Deep-Sea Litter Study265Fig. 3. Bar chart of the number of deep-sea litter observations in the GODAC deep-sea videodatabase.of 2176 m in a deep-sea valley in Suruga Bay and at a depth of 6272 m in the gapmade by a big earthquake in the Japan Trench, off Sanriku (Fig. 4). These resultsdemonstrate that it is an effective use of deep-sea submersibles for studying deepsea litter to observe in places where fishing nets can not trawl, e.g., deep-seavalleys, outcrops of base rock, cliffs and gaps.There are over 4861 deep-sea dive videos in the film library of JAMSTEC.Most of them were conducted in Sagami Bay (maximum depth is about 1500 m)which is one of the deepest bays in Japan and is next to Tokyo Bay, because therehave been many studies on the cold seep ecosystem off Hatsushima Island at adepth of 1000 m. A total of 316 dives were conducted in Sagami Bay by theShinkai 2000 and Dolphin 3K from 1982 to 2002. Fig. 5 shows that much videofootage of deep-sea dives in the same Bay in different years have been stocked.Other submersibles, such as the Shinkai 6500 and Hyper Dolphin have also been
266H. M IYAKE et al.Fig. 4. Accumulation of deep-sea litter. a: Japan Trench (6272 m depth) in Shinkai 6500 #67 Dive1991.07.15, b: Suruga Bay (2170 m) in Shinkai 6500 #58 Dive 1991.06.13.adding deep-sea dives in Sagami Bay since 2002. We can analyze the chronologicalchange of accumulation of deep-sea litter in this bay using the accumulated videolibrary. A video library can play an important role in allowing us to observe thepast like a time machine. Moreover, video analysis on deep-sea litter does notrequire high monetary outlay like using deep-sea submersibles for new studies.It is important to establish a useful database of submersible-collected observations(Hunt and Lindsay, 1999). The database of GODAC may be one of these usefuldatabases, but this database must be used not only for deep-sea litter study butalso for all science purposes more efficiently.The places where deep-sea litter accumulated was almost always on a muddysediment bottom where sea cucumbers such as Scotoplanes globosa, Enypniasteseximia, Peniagone sp. etc. were found frequently. This environment may onlyhave small tidal currents and it is easy to accumulate nutrient-rich sediments andanthropogenic litter. The place where deep-sea litter accumulated was the sameplace where deep-sea benthic animals lived! Deep-sea litter was also utilized bysessile organisms. Sea anemones and feather stars were found attached to deepsea litter. Interestingly, many predatory tunicates, Megalodicopia hians, werefound attached to deep-sea litter in Toyama Bay (Fig. 6a). Predatory tunicatesneed a hard substrate upon which to attach for their existence. The habitat ofpredatory tunicates is usually outcrops of base rock (Fig. 6b). So they cannot liveon soft bottoms. However, there is soft sediment where predatory tunicate can notinhabit visible in Fig. 6a. The tunicates in Fig. 6a are attached to a fishing net andon something else made by plastic. Hitch-hiking of animals on floating orsuspended litter (Aliani and Molcard, 2003; Gregory, 2009) can also transportshallow water animals to deep-sea environments. This shows how deep-sea litterfrom our daily life can function as a substrate for sessile organisms in places theywould otherwise be unable to inhabit.Plastics are the major category of deep-sea litter but have the ability toadsorb chemicals and contain additives such as endocrine disturbing chemicals(Teuten et al., 2009). Marine litter can be ingested by many marine organisms,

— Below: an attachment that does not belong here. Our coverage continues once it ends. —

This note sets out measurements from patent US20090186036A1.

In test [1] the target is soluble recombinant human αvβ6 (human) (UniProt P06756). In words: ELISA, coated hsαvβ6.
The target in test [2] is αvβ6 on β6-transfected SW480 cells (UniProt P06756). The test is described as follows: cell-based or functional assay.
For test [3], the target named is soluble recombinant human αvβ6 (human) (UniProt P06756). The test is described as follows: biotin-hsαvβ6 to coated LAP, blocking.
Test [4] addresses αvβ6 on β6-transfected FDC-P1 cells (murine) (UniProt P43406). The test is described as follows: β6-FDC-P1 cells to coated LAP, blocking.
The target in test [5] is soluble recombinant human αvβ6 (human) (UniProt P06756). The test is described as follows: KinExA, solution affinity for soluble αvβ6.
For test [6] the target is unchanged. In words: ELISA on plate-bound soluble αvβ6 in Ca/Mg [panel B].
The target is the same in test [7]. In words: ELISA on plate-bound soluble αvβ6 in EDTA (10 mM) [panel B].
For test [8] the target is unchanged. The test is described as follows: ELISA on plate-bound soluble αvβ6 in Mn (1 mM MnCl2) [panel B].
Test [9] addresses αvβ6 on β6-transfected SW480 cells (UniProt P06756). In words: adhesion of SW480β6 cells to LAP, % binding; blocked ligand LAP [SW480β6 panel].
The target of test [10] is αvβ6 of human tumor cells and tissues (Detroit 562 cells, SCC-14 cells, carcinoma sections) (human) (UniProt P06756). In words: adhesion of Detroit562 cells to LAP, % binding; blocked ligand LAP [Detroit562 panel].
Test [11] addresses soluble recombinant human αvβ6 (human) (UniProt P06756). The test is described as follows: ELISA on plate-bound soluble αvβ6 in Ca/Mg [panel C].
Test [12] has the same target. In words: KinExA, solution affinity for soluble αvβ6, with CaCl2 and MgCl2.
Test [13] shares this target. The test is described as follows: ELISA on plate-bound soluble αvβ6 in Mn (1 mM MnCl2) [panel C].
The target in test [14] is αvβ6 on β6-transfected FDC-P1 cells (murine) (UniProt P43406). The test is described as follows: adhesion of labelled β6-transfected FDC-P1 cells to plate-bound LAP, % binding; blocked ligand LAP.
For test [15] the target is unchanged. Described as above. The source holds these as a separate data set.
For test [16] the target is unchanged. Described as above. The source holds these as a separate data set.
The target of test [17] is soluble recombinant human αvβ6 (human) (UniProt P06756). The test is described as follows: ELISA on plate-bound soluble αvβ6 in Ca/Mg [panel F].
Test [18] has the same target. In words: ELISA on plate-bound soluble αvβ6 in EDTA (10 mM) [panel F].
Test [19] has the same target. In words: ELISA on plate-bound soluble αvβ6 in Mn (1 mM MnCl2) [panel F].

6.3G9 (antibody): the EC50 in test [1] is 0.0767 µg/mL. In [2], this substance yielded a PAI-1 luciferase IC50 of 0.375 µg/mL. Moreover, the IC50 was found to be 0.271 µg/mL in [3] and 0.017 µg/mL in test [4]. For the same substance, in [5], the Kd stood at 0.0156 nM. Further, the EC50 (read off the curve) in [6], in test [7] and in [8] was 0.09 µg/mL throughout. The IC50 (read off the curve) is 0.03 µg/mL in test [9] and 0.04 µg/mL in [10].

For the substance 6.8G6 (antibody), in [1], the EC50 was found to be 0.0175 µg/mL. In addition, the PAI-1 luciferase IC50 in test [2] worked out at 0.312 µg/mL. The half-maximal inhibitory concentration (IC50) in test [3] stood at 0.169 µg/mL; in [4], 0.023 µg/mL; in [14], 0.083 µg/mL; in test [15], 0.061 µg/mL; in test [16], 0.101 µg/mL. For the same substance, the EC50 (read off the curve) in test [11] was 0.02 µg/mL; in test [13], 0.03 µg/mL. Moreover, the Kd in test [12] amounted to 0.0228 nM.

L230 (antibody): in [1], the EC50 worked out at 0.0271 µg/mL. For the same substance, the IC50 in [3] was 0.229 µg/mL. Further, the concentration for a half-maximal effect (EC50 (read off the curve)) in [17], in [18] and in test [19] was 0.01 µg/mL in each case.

Deep-Sea Litter Study267Fig. 5. Bar chart of annual number of deep-sea dives using the manned-submersible Shinkai 2000and the ROV Dolphin-3K in Sagami Bay.Fig. 6. Predatory tunicate, Megalodicopia hians. a: Predatory tunicates attached to a fishing netlying on the soft sediment bottom. b: Natural habitat of predatory tunicates.